And more specifically, thank you: David Radler Studio for the space, Justin Limoges for the beautiful photos, all the volunteers: Tessa, What Cheer! (Denise, John Henry, Annora and Isaiah), Lauren and Dan, Greg, Jessica and Paul, dishwasher extraordinaire John McDevitt (Vegan Omaha) and Renate McDevitt for baking the cookies for the giftbags.

And of course, the local businesses! Blooms, for the precious flowers that graced each table. The small businesses that provided items for our giftbags, which helped to raise some extra cash: Greenstreets Cycles, Caffeine Dreams, Slowdown. Plus, the giftbag from the Omaha Chamber Of Commerce. And, finally, the groceries who provided discounts and donations: Jane’s Health Market and Hyvee.

Here are some photos from the evening (taken by Justin Limoges).

The tables are set.

Plating salads and skewers

Grilled Seitan In Raspberry Infused BBS Sauce, Caramelized Onion, Salad of Local Greens, Toasted Almonds and Raspberries


May 25, 2011

Sanctuary Dip

Makes 2 1/2 cups
Total time: 10 minutes || Active time: 10 minutes

A cool, creamy, tangy dip that’s calling out for a potato chip or baby carrot sacrifice. No BBQ is complete without ranch dip! But since ranches are sad places, and since I am throwing a BBQ tonight in honor of Gene Baur and Farm Sanctuary’s Just Eats tour, I’m calling it Sanctuary Dip. (Not to be confused with the Sanctuary Dressing in Appetite For Reduction.)

I typically like to use fresh ingredients, but I feel like ranch is calling out for dried herbs and pantry staples. There’s something very American about throwing everything into a blender and making dip happen. I use a one two punch of tofu and cashews for the creamy base.

1 cup cashews, soaked in water for at least 2 hours, and drained
1 cup water
3 to 4 ounces extra firm tofu (1/4 of a typical package)
1/4 cup fresh lemon juice
1 teaspoon agave
1 tablespoon plus 1 teaspoon onion powder
1 tablespoon plus 1 teaspoon vegetable broth powder
2 teaspoons garlic powder
3/4 teaspoon salt
1 tablespoon dried dill

Place cashews, water, tofu, lemon juice and agave in the blender. Puree until very smooth, scraping down the sides with a spatula often to make sure you get everything. This can take up to 5 minutes depending on the strength of your blender.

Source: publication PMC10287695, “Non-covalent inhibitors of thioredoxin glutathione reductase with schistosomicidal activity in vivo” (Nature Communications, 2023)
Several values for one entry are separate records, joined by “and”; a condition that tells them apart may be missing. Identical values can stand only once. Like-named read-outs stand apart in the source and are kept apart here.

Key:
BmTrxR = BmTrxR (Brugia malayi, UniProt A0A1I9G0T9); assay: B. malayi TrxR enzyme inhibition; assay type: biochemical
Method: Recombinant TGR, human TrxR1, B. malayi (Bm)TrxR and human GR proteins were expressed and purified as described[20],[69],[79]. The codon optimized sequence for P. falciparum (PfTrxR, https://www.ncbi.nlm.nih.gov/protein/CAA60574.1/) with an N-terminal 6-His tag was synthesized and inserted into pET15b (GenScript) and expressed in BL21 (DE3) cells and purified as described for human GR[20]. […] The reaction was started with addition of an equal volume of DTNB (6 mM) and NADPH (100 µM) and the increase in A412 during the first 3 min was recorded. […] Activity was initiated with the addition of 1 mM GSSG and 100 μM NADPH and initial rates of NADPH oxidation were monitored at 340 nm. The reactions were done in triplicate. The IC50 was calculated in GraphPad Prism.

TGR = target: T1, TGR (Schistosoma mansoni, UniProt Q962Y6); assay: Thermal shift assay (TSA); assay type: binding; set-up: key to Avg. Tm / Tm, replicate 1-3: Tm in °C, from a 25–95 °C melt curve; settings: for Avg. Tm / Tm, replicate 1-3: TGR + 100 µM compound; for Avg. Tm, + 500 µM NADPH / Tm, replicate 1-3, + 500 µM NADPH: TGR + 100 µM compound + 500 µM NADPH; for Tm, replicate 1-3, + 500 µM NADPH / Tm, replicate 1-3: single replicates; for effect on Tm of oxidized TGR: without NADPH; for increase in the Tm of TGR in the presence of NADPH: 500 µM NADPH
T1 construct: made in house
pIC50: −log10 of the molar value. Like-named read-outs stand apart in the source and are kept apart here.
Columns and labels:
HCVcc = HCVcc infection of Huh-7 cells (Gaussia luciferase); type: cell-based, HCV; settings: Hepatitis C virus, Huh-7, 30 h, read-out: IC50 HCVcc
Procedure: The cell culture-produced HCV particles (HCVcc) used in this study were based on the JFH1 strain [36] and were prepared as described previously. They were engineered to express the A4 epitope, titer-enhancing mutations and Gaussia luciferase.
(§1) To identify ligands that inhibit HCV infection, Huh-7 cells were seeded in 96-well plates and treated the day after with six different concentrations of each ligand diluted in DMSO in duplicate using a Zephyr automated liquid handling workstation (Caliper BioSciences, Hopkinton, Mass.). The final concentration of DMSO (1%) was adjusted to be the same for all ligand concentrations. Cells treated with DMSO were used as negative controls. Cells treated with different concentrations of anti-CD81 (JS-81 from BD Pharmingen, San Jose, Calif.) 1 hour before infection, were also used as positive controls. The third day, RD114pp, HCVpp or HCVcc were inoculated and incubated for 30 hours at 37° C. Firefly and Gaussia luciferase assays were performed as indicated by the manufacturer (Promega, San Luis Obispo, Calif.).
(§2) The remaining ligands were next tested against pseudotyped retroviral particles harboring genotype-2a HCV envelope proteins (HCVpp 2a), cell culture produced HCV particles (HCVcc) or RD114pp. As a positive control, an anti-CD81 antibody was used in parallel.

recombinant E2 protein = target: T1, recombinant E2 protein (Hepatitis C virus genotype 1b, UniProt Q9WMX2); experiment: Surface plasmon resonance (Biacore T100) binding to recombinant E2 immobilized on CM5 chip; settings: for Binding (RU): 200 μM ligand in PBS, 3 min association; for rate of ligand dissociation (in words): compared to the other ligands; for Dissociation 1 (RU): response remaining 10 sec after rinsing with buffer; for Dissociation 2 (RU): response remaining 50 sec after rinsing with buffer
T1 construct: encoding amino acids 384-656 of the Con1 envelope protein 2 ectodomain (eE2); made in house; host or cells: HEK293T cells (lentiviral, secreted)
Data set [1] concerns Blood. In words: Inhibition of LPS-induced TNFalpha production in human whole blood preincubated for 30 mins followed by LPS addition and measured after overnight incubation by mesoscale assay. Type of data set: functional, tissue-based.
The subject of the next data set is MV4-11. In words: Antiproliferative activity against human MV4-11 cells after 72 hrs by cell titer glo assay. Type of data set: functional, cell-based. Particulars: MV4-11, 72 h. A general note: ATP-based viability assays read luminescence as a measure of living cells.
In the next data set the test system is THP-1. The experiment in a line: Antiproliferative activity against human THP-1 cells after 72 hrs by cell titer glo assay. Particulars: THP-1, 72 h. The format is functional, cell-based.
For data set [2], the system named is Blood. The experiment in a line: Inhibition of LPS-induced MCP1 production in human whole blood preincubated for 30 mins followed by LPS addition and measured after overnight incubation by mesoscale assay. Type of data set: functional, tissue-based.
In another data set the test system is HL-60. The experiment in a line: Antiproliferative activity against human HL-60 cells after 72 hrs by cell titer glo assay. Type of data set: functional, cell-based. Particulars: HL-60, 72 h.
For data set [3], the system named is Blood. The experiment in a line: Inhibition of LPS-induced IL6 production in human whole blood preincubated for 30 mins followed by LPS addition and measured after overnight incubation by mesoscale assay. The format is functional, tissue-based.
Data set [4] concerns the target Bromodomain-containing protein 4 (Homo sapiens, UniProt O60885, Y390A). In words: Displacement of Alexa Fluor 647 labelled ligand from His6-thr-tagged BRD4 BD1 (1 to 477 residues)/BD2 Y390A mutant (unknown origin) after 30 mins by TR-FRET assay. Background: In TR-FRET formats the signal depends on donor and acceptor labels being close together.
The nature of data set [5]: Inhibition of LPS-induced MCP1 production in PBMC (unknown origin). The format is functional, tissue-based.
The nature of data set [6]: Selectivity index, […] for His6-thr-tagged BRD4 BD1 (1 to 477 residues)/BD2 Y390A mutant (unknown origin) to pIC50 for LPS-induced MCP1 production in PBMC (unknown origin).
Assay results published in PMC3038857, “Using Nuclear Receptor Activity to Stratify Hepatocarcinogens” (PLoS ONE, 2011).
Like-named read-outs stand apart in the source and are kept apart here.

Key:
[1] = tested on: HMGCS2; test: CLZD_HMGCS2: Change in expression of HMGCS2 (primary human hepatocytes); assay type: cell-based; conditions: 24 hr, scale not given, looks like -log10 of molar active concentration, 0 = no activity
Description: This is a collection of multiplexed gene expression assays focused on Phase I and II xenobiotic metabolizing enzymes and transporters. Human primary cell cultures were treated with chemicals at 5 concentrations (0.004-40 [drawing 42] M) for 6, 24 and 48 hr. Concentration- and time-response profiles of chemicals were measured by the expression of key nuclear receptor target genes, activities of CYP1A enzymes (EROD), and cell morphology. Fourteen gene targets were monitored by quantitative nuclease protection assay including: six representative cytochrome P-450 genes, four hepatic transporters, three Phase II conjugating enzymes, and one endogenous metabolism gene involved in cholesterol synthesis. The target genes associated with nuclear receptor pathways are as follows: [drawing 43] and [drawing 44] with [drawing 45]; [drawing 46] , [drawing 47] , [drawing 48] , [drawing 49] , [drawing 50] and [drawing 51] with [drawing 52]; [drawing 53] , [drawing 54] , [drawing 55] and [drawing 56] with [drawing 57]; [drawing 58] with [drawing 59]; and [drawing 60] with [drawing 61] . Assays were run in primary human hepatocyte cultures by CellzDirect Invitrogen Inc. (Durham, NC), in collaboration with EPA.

Add the onion powder, veg broth powder, garlic powder and salt, and pulse to combine. Transfer mixture to a bowl and mix in the dried dill. Taste for salt and seasonings. Seal tightly and chill for at least an hour. The longer you let is chill, the firmer it will get.

Before serving, taste one last time and adjust seasonings as needed. Serve!

May 24, 2011

Smoky Maple Sausages

Makes 4 big sausages
Total time: 50 minutes || Active time: 15 minutes

There are so many amazing versions of these steamed sausages floating around, but one more couldn’t hurt! These are an excellent brunch sausage, perfect for slicing up alongside French Toast. They have a slightly sweet mapley taste, and when they sop up a little extra maple syrup, well that’s quite allright. I used both chickpea flour and nutritional yeast because I love that texture best, but you can use all nutritional yeast, or all chickpea flour. This recipe is anything but fussy. Here’s a PPK thread that has about a bazillion and one ideas for variations on the steamed sausage.

1/2 cup cooked pinto beans, rinsed and drained
1/2 cup vegetable broth
1/4 cup pure maple syrup
1 tablespoon olive oil
2 tablespoons soy sauce
1 1/2 teaspoons liquid smoke
2 cloves garlic, grated (with a microplane, or very finely minced)
1 1/4 cups vital wheat gluten
2 tablespoons nutritional yeast
2 tablespoons chickpea flour
1 teaspoon dried thyme
1/2 teaspoon fennel seed, crushed
1/2 teaspoon ground ginger
1/4 teaspoon ground cinnamon
1/8 teaspoon ground cloves
Several dashes fresh black pepper

Before mixing your ingredients, get your steaming apparatus ready, and bring water to a full boil. The rest of the recipe comes together very quickly.

Have ready 4 sheets of tin foil. In a large bowl, mash the pinto beans until no whole ones are left. Throw all the other ingredients together in the order listed and mix with a fork. Divide dough into 4 even parts (an easy way to do this: split the dough in half and then into quarters). Place one part of dough into tin foil and mold into about a 5 inch log. Wrap dough in tin foil, like a tootsie roll. Don’t worry too much about shaping it, it will snap into shape while it’s steaming because this recipe is awesome.

Place wrapped sausages in steamer and steam for 40 minutes. That’s it! You can unwrap and enjoy immediately or refrigerate until ready to use. They’re really great sliced up and lightly sauteed, or grilled.